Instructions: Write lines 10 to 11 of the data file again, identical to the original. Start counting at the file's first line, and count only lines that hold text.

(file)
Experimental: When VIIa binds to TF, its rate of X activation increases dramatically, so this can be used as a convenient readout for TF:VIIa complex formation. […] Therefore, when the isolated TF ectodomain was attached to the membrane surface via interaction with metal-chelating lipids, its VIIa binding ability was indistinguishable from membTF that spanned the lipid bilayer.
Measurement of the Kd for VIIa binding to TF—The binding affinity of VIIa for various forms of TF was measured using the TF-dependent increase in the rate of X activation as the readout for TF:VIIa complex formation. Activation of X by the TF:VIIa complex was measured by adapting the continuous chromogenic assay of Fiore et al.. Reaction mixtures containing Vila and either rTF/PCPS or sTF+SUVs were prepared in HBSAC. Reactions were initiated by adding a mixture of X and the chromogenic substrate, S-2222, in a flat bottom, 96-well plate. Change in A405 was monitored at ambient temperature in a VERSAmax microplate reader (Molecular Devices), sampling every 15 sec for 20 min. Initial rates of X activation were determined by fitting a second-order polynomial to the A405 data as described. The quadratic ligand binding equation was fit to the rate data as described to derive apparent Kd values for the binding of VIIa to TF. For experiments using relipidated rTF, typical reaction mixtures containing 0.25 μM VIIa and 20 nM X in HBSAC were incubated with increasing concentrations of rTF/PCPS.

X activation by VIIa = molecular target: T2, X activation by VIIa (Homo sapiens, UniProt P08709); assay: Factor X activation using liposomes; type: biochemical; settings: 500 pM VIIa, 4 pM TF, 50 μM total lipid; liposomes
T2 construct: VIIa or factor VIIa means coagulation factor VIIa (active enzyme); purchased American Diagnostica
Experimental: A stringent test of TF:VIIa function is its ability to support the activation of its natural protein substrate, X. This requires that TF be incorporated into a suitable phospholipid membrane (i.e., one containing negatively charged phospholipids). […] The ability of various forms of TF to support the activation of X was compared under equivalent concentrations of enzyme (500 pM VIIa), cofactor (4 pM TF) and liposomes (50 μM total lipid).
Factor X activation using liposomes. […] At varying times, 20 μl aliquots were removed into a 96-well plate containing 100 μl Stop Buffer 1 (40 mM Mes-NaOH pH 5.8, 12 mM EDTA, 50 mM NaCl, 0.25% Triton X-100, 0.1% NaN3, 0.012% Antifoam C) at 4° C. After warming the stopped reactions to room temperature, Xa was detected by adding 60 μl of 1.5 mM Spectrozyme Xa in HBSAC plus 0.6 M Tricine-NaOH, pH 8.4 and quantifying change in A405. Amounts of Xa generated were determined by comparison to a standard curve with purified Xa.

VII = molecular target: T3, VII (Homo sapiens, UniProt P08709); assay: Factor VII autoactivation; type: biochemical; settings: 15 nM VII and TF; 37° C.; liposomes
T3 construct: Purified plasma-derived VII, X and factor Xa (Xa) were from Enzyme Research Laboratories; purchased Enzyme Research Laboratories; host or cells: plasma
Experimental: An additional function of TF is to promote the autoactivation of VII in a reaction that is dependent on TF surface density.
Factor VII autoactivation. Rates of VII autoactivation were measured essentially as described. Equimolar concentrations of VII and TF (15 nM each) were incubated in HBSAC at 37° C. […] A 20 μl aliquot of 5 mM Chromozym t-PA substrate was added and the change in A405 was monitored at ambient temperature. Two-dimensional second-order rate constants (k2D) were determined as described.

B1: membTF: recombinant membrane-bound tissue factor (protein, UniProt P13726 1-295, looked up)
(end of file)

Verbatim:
Factor VII autoactivation. Rates of VII autoactivation were measured essentially as described. Equimolar concentrations of VII and TF (15 nM each) were incubated in HBSAC at 37° C. […] A 20 μl aliquot of 5 mM Chromozym t-PA substrate was added and the change in A405 was monitored at ambient temperature. Two-dimensional second-order rate constants (k2D) were determined as described.

B1: membTF: recombinant membrane-bound tissue factor (protein, UniProt P13726 1-295, looked up)